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Through the Lens: Familiar surroundings, iconic moments for Packers
Team photographer Evan Siegle shares more of his best from 2019
By Evan Siegle May 01, 2020

'Through the Lens' will appear once per week during the offseason. Packers team photographer Evan Siegle deconstructs some of his favorite images from the 2019 season. Each week will offer a new photo line-up of some of his best photos and stories from the past season.

In the spotlight

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In the spotlight

The benefit of covering road games within the division is being familiar with the surroundings. It helps knowing the location of the visitors' locker room is, the kind of lighting, and if there are textures or wall colors that could be used in certain compositions. At U.S. Bank Stadium there are a couple of overhead lights, right inside the tunnel, which act almost like spotlights. Right away I knew that I wanted to try to use those lights to highlight the players as they made their way back to the locker room. I've been trying to perfect that composition every time we visit the Vikings' stadium. This year I was successful. I captured a nice, clean image of Adrian Amos as he walked through the light. I love how the light just hits enough of his face and body, adding a nice dramatic factor to the image. You better believe that the next time we play in Minnesota I'll be looking to use those lights again. This image was shot with an 85mm lens (ISO = 640, Aperture = f1.2, Shutter = 1/5000th).

Hear me now?

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Hear me now?

Receiver Davante Adams is a major playmaker. I've been lucky enough to have captured some great action images of Adams throughout the years.

"His emotion says it all."

During Week 4 against the Philadelphia Eagles, Adams went on to rack up 10 receptions for 180 yards, which made for some great images. My favorite of him happened to be this non-action image. His emotion says it all. This image was shot with a 400mm lens (ISO = 2000, Aperture = 2.8, Shutter = 1/2500th).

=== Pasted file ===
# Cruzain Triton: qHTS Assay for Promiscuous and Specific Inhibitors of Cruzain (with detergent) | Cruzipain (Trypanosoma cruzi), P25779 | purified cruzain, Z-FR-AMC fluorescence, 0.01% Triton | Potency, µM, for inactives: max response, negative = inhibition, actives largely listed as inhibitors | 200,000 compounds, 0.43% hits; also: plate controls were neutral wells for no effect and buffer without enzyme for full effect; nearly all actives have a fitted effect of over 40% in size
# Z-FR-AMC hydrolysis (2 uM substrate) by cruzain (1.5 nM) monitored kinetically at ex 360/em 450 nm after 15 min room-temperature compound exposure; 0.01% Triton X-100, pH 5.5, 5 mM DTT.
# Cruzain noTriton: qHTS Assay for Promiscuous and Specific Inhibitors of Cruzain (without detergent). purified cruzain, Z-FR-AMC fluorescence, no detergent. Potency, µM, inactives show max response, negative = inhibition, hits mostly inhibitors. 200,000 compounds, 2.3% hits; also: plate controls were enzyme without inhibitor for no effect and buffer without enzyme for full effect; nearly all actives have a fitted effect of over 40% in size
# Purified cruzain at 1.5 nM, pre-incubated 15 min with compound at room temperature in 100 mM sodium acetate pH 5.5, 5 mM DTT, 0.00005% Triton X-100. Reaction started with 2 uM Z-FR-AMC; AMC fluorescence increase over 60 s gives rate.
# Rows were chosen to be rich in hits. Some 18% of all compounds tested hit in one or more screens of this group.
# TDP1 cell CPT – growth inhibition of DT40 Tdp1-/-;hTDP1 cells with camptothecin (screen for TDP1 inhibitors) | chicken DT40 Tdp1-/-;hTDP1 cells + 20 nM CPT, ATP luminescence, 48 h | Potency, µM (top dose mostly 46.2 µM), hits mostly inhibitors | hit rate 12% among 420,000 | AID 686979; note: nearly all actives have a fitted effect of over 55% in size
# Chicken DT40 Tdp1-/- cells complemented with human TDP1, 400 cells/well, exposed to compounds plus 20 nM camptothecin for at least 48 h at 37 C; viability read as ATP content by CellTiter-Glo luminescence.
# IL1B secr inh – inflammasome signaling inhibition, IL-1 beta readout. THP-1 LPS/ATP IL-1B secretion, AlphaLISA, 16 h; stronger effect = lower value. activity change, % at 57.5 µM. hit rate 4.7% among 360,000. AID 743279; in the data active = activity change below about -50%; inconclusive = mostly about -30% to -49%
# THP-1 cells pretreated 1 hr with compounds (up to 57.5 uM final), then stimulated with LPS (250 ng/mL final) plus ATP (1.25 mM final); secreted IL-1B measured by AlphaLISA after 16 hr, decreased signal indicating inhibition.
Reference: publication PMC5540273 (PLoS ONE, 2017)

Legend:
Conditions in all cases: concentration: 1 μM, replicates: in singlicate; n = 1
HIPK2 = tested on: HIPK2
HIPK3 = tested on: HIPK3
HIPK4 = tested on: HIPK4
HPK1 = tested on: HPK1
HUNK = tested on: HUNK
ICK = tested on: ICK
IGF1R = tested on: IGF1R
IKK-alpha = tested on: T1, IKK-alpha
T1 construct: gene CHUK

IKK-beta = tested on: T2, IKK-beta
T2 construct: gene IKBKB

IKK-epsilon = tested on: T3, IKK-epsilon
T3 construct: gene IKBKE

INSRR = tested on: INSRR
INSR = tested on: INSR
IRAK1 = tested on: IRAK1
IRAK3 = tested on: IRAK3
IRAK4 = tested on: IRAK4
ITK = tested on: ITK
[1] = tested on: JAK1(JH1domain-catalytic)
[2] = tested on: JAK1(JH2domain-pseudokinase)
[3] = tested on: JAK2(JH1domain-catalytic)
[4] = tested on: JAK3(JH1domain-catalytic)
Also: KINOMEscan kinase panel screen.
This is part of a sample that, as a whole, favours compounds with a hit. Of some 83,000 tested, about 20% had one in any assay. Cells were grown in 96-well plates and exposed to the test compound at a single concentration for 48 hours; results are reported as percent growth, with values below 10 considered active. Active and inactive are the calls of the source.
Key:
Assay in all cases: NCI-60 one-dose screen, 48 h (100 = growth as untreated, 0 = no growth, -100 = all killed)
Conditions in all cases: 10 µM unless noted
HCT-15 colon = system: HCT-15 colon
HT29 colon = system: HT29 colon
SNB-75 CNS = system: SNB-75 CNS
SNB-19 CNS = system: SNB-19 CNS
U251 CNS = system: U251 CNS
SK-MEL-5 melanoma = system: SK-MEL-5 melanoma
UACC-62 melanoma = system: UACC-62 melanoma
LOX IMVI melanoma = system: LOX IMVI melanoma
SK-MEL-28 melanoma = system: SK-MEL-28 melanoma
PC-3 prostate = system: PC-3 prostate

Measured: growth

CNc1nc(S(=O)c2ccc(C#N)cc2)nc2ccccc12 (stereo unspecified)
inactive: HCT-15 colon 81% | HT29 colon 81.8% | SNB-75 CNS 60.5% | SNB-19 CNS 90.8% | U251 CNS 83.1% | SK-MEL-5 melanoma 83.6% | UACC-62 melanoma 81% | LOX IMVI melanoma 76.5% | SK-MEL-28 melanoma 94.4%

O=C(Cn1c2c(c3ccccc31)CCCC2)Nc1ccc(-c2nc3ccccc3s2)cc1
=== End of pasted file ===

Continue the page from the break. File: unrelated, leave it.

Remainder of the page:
In pursuit

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In pursuit

Here's another favorite image of mine from the Green Bay Packers vs. Carolina Panthers snow game. The snow really started to pick up late in the game, which added a nice element and layer to the action images. This image was shot with a 400mm lens (ISO = 2500, Aperture = 2.8, Shutter = 1/2500th).

First Lambeau Leap

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First Lambeau Leap

It's impossible not to have any images of Packers kicker Mason Crosby after covering a game. You always get those kickoffs and field goals. Over the years I've even documented several of his game-winning field goals, too, which never disappoint, and now you can add a Lambeau Leap to the mix.

"It was a great moment."

As Crosby lined up to attempt a 23-yard game-winning field goal (which happened during a Monday night NFC North divisional game against the Detroit Lions), I thought the best moment to capture would be his kick or his initial reaction­ – I was wrong! Right after his game-winning kick I raced out to the field in hopes to capture him celebrating with his teammates, but I came to see that Mason was running away. I was confused at first and then I realized he was running towards the fans. Up and into the stands he went. I made several nice frames showcasing Mason's big smile and the fans going crazy. It was a great moment. Later I found out that it was his first-ever Lambeau Leap, which made it even more special. This image was shot with a 35mm lens (ISO = 2000, Aperture = 2, Shutter = 1/800th)